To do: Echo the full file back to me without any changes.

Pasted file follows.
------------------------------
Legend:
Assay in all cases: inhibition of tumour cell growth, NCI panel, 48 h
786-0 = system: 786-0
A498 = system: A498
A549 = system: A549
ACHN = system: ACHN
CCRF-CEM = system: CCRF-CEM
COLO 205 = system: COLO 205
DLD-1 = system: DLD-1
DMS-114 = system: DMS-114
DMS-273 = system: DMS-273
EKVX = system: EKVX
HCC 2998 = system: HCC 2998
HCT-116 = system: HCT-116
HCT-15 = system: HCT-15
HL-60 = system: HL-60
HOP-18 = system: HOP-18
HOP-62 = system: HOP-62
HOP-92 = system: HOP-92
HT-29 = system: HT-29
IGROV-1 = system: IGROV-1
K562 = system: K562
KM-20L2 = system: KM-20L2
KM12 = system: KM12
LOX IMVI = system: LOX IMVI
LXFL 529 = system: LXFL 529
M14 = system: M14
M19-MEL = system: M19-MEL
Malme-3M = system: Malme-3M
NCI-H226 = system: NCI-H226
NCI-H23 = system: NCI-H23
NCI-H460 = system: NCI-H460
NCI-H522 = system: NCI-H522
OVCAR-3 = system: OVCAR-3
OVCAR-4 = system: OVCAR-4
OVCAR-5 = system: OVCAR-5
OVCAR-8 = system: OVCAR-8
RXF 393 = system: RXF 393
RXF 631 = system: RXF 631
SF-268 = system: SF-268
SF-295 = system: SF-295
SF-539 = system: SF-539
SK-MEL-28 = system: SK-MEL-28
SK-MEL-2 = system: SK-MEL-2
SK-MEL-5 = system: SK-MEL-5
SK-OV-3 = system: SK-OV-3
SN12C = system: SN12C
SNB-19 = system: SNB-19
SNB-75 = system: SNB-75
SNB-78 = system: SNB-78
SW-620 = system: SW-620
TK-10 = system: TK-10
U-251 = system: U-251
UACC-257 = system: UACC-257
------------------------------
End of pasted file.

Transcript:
Legend:
Assay in all cases: inhibition of tumour cell growth, NCI panel, 48 h
786-0 = system: 786-0
A498 = system: A498
A549 = system: A549
ACHN = system: ACHN
CCRF-CEM = system: CCRF-CEM
COLO 205 = system: COLO 205
DLD-1 = system: DLD-1
DMS-114 = system: DMS-114
DMS-273 = system: DMS-273
EKVX = system: EKVX
HCC 2998 = system: HCC 2998
HCT-116 = system: HCT-116
HCT-15 = system: HCT-15
HL-60 = system: HL-60
HOP-18 = system: HOP-18
HOP-62 = system: HOP-62
HOP-92 = system: HOP-92
HT-29 = system: HT-29
IGROV-1 = system: IGROV-1
K562 = system: K562
KM-20L2 = system: KM-20L2
KM12 = system: KM12
LOX IMVI = system: LOX IMVI
LXFL 529 = system: LXFL 529
M14 = system: M14
M19-MEL = system: M19-MEL
Malme-3M = system: Malme-3M
NCI-H226 = system: NCI-H226
NCI-H23 = system: NCI-H23
NCI-H460 = system: NCI-H460
NCI-H522 = system: NCI-H522
OVCAR-3 = system: OVCAR-3
OVCAR-4 = system: OVCAR-4
OVCAR-5 = system: OVCAR-5
OVCAR-8 = system: OVCAR-8
RXF 393 = system: RXF 393
RXF 631 = system: RXF 631
SF-268 = system: SF-268
SF-295 = system: SF-295
SF-539 = system: SF-539
SK-MEL-28 = system: SK-MEL-28
SK-MEL-2 = system: SK-MEL-2
SK-MEL-5 = system: SK-MEL-5
SK-OV-3 = system: SK-OV-3
SN12C = system: SN12C
SNB-19 = system: SNB-19
SNB-75 = system: SNB-75
SNB-78 = system: SNB-78
SW-620 = system: SW-620
TK-10 = system: TK-10
U-251 = system: U-251
UACC-257 = system: UACC-257